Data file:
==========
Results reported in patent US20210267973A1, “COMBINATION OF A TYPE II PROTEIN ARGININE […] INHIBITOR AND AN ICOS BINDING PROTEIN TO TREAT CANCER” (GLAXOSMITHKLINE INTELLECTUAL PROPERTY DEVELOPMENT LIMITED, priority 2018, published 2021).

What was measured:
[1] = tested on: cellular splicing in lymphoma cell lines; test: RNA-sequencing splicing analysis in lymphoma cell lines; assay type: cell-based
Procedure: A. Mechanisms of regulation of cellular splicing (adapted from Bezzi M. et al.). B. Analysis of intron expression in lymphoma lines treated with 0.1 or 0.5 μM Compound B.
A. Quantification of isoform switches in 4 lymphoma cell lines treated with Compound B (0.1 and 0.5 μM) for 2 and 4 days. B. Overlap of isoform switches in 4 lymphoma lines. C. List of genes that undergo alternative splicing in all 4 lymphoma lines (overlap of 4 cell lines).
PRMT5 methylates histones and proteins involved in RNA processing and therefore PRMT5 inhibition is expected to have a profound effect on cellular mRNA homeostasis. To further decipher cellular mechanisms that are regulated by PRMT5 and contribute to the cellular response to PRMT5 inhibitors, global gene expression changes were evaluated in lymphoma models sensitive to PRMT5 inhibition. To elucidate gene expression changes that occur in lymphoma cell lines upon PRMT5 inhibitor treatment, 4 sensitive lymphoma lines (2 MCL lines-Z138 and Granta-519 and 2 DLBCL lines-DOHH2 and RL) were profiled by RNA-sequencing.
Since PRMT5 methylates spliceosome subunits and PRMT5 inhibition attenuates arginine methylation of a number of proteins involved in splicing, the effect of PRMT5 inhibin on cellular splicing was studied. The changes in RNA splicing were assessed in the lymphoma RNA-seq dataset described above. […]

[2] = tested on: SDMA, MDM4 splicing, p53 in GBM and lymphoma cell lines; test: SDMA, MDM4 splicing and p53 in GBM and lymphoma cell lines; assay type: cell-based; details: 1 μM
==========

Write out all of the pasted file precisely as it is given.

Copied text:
Results reported in patent US20210267973A1, “COMBINATION OF A TYPE II PROTEIN ARGININE […] INHIBITOR AND AN ICOS BINDING PROTEIN TO TREAT CANCER” (GLAXOSMITHKLINE INTELLECTUAL PROPERTY DEVELOPMENT LIMITED, priority 2018, published 2021).

What was measured:
[1] = tested on: cellular splicing in lymphoma cell lines; test: RNA-sequencing splicing analysis in lymphoma cell lines; assay type: cell-based
Procedure: A. Mechanisms of regulation of cellular splicing (adapted from Bezzi M. et al.). B. Analysis of intron expression in lymphoma lines treated with 0.1 or 0.5 μM Compound B.
A. Quantification of isoform switches in 4 lymphoma cell lines treated with Compound B (0.1 and 0.5 μM) for 2 and 4 days. B. Overlap of isoform switches in 4 lymphoma lines. C. List of genes that undergo alternative splicing in all 4 lymphoma lines (overlap of 4 cell lines).
PRMT5 methylates histones and proteins involved in RNA processing and therefore PRMT5 inhibition is expected to have a profound effect on cellular mRNA homeostasis. To further decipher cellular mechanisms that are regulated by PRMT5 and contribute to the cellular response to PRMT5 inhibitors, global gene expression changes were evaluated in lymphoma models sensitive to PRMT5 inhibition. To elucidate gene expression changes that occur in lymphoma cell lines upon PRMT5 inhibitor treatment, 4 sensitive lymphoma lines (2 MCL lines-Z138 and Granta-519 and 2 DLBCL lines-DOHH2 and RL) were profiled by RNA-sequencing.
Since PRMT5 methylates spliceosome subunits and PRMT5 inhibition attenuates arginine methylation of a number of proteins involved in splicing, the effect of PRMT5 inhibin on cellular splicing was studied. The changes in RNA splicing were assessed in the lymphoma RNA-seq dataset described above. […]

[2] = tested on: SDMA, MDM4 splicing, p53 in GBM and lymphoma cell lines; test: SDMA, MDM4 splicing and p53 in GBM and lymphoma cell lines; assay type: cell-based; details: 1 μM